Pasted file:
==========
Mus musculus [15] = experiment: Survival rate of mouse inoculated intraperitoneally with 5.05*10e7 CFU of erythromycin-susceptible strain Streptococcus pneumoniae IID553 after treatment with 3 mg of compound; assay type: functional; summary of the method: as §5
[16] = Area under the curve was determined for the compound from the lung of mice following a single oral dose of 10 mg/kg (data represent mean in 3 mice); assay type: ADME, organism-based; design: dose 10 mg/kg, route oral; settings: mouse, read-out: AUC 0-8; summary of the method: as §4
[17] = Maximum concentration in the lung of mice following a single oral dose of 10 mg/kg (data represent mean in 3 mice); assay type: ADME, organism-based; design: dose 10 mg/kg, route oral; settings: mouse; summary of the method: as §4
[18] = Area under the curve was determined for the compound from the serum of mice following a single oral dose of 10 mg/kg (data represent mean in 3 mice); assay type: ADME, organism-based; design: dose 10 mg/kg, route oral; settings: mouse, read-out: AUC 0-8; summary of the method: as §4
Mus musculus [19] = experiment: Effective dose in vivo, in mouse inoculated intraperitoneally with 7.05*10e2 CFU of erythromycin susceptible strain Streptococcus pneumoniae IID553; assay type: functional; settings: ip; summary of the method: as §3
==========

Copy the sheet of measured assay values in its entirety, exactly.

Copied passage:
Mus musculus [15] = experiment: Survival rate of mouse inoculated intraperitoneally with 5.05*10e7 CFU of erythromycin-susceptible strain Streptococcus pneumoniae IID553 after treatment with 3 mg of compound; assay type: functional; summary of the method: as §5
[16] = Area under the curve was determined for the compound from the lung of mice following a single oral dose of 10 mg/kg (data represent mean in 3 mice); assay type: ADME, organism-based; design: dose 10 mg/kg, route oral; settings: mouse, read-out: AUC 0-8; summary of the method: as §4
[17] = Maximum concentration in the lung of mice following a single oral dose of 10 mg/kg (data represent mean in 3 mice); assay type: ADME, organism-based; design: dose 10 mg/kg, route oral; settings: mouse; summary of the method: as §4
[18] = Area under the curve was determined for the compound from the serum of mice following a single oral dose of 10 mg/kg (data represent mean in 3 mice); assay type: ADME, organism-based; design: dose 10 mg/kg, route oral; settings: mouse, read-out: AUC 0-8; summary of the method: as §4
Mus musculus [19] = experiment: Effective dose in vivo, in mouse inoculated intraperitoneally with 7.05*10e2 CFU of erythromycin susceptible strain Streptococcus pneumoniae IID553; assay type: functional; settings: ip; summary of the method: as §3